The Birmingham News on legislative pay raises:
Four years ago, it was easy for Republicans to make a stink when state legislators approved a 62 percent pay raise for themselves.
For one thing, the raise was, indeed, smelly. It was among the first acts of lawmakers elected in 2006, and it passed initially on a voice vote. Only after Gov. Bob Riley vetoed the raise were legislators forced to give recorded votes. Because enough of them voted to override Riley’s objection, legislators’ pay jumped from less than $31,000 a year to $49,500.
Better yet, Democrats were running the show. Republicans were free to rail about the reigning party’s greed and arrogance — all while reaping the bounty of the fattened paychecks. (In fairness, this wasn’t the universal response. Some legislators of both parties refused to accept the pay raise. And at least one Republican, state Sen. Scott Beason, took the pay raise but had enough principle to vote for it and publicly defend his position.)
But all that was then. Now, Republicans have been given an opportunity to be in charge of the State House for the first time in more than a century. That means they have an opportunity to roll back legislator pay, which is now up around $52,600 annually because of automatic increases.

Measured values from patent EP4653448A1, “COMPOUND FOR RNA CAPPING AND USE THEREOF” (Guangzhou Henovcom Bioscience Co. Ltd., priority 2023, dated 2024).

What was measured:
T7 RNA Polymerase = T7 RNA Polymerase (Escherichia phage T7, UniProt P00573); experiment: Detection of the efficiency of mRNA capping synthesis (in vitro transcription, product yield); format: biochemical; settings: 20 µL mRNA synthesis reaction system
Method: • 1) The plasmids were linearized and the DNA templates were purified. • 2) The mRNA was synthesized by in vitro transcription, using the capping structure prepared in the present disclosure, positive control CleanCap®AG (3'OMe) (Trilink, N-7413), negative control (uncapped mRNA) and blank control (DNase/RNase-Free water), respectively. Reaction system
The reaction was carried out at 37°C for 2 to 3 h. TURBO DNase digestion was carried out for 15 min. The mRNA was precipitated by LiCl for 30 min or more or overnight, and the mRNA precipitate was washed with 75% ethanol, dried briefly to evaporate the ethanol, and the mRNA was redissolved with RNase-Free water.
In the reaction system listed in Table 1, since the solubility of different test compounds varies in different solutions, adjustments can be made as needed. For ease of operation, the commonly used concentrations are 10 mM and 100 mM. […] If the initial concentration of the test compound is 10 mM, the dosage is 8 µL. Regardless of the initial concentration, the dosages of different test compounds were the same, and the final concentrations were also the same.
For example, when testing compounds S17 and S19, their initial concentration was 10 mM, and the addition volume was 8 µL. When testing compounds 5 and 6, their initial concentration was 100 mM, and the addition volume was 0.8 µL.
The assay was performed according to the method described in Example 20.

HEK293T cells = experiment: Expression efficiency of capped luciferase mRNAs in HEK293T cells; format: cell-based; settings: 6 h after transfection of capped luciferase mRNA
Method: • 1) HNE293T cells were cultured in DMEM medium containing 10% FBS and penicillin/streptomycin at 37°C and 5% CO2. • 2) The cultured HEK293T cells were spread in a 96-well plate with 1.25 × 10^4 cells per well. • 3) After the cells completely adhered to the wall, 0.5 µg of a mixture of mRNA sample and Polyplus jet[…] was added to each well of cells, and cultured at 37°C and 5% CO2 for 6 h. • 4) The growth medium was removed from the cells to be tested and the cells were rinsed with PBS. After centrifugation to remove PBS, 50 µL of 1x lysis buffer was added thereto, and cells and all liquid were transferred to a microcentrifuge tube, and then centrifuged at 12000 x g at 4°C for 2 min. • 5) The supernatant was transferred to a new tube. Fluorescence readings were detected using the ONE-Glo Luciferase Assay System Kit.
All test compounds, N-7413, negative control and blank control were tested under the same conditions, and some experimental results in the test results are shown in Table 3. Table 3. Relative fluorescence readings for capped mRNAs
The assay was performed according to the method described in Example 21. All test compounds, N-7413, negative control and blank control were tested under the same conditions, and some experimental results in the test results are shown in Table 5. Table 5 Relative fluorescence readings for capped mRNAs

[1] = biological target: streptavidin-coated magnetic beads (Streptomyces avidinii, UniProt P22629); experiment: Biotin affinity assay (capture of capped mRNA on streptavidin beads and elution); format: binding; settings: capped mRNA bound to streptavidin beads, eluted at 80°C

Unfortunately, based on the noise coming from Republicans, a pay cut isn’t sounding too likely. There is some talk about maybe ending the automatic pay increases going forward. And maybe making it more difficult in the future for legislators to bump up their own salaries. But repealing the 2007 raise? Let’s just say we sense resistance. ...
Being a legislator in Alabama is a big responsibility, yes, but it is still a part-time job. Worse, for this one part-time job, Alabama’s elected officials are pulling down more in pay than the full-time wages of many of the families they represent. In 2008, the median income for an Alabama household was less than $43,000 a year. It’s outrageous for legislators to make 25 percent more for a part-time job. ...
Republicans talked the talk, using the pay raise to bash Democrats and to campaign against them. Now, they’re in charge, and they need to do more than talk. Will they walk the walk? From the sounds of it, taking a walk is more like it.
— The Associated Press